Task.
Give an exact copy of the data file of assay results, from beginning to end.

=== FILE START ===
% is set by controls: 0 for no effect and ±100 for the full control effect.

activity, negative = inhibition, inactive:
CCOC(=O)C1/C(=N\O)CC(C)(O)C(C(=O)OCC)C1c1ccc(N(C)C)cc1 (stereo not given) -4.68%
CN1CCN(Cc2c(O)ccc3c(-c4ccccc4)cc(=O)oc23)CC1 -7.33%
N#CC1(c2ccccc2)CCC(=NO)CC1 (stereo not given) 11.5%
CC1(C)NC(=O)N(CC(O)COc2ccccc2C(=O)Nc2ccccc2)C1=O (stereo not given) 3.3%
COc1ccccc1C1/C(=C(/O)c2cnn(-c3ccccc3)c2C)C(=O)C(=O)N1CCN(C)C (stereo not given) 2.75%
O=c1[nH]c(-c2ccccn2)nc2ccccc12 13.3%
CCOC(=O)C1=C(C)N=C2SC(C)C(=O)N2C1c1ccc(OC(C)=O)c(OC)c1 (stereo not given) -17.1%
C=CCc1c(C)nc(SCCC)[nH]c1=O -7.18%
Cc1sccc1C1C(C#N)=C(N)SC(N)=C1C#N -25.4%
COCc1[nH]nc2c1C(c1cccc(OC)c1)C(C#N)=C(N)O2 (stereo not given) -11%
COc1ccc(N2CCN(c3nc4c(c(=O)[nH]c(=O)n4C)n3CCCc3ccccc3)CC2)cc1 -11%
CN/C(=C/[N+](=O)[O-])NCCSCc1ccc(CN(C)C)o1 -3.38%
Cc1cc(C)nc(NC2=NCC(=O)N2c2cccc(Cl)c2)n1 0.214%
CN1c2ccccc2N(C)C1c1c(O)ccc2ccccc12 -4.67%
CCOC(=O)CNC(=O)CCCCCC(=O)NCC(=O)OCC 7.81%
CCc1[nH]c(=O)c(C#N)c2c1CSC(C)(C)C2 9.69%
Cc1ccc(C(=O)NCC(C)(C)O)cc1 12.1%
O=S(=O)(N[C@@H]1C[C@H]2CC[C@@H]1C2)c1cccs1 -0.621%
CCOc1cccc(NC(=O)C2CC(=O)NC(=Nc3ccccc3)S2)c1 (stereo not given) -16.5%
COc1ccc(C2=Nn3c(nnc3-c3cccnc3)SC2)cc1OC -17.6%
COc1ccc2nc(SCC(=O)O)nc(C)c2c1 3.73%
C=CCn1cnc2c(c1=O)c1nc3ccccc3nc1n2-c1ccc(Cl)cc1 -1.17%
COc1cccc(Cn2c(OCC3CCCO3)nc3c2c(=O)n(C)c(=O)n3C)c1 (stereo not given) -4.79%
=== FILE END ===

% is set by controls: 0 for no effect and ±100 for the full control effect.

activity, negative = inhibition, inactive:
CCOC(=O)C1/C(=N\O)CC(C)(O)C(C(=O)OCC)C1c1ccc(N(C)C)cc1 (stereo not given) -4.68%
CN1CCN(Cc2c(O)ccc3c(-c4ccccc4)cc(=O)oc23)CC1 -7.33%
N#CC1(c2ccccc2)CCC(=NO)CC1 (stereo not given) 11.5%
CC1(C)NC(=O)N(CC(O)COc2ccccc2C(=O)Nc2ccccc2)C1=O (stereo not given) 3.3%
COc1ccccc1C1/C(=C(/O)c2cnn(-c3ccccc3)c2C)C(=O)C(=O)N1CCN(C)C (stereo not given) 2.75%
O=c1[nH]c(-c2ccccn2)nc2ccccc12 13.3%
CCOC(=O)C1=C(C)N=C2SC(C)C(=O)N2C1c1ccc(OC(C)=O)c(OC)c1 (stereo not given) -17.1%
C=CCc1c(C)nc(SCCC)[nH]c1=O -7.18%
Cc1sccc1C1C(C#N)=C(N)SC(N)=C1C#N -25.4%
COCc1[nH]nc2c1C(c1cccc(OC)c1)C(C#N)=C(N)O2 (stereo not given) -11%
COc1ccc(N2CCN(c3nc4c(c(=O)[nH]c(=O)n4C)n3CCCc3ccccc3)CC2)cc1 -11%
CN/C(=C/[N+](=O)[O-])NCCSCc1ccc(CN(C)C)o1 -3.38%
Cc1cc(C)nc(NC2=NCC(=O)N2c2cccc(Cl)c2)n1 0.214%
CN1c2ccccc2N(C)C1c1c(O)ccc2ccccc12 -4.67%
CCOC(=O)CNC(=O)CCCCCC(=O)NCC(=O)OCC 7.81%
CCc1[nH]c(=O)c(C#N)c2c1CSC(C)(C)C2 9.69%
Cc1ccc(C(=O)NCC(C)(C)O)cc1 12.1%
O=S(=O)(N[C@@H]1C[C@H]2CC[C@@H]1C2)c1cccs1 -0.621%
CCOc1cccc(NC(=O)C2CC(=O)NC(=Nc3ccccc3)S2)c1 (stereo not given) -16.5%
COc1ccc(C2=Nn3c(nnc3-c3cccnc3)SC2)cc1OC -17.6%
COc1ccc2nc(SCC(=O)O)nc(C)c2c1 3.73%
C=CCn1cnc2c(c1=O)c1nc3ccccc3nc1n2-c1ccc(Cl)cc1 -1.17%
COc1cccc(Cn2c(OCC3CCCO3)nc3c2c(=O)n(C)c(=O)n3C)c1 (stereo not given) -4.79%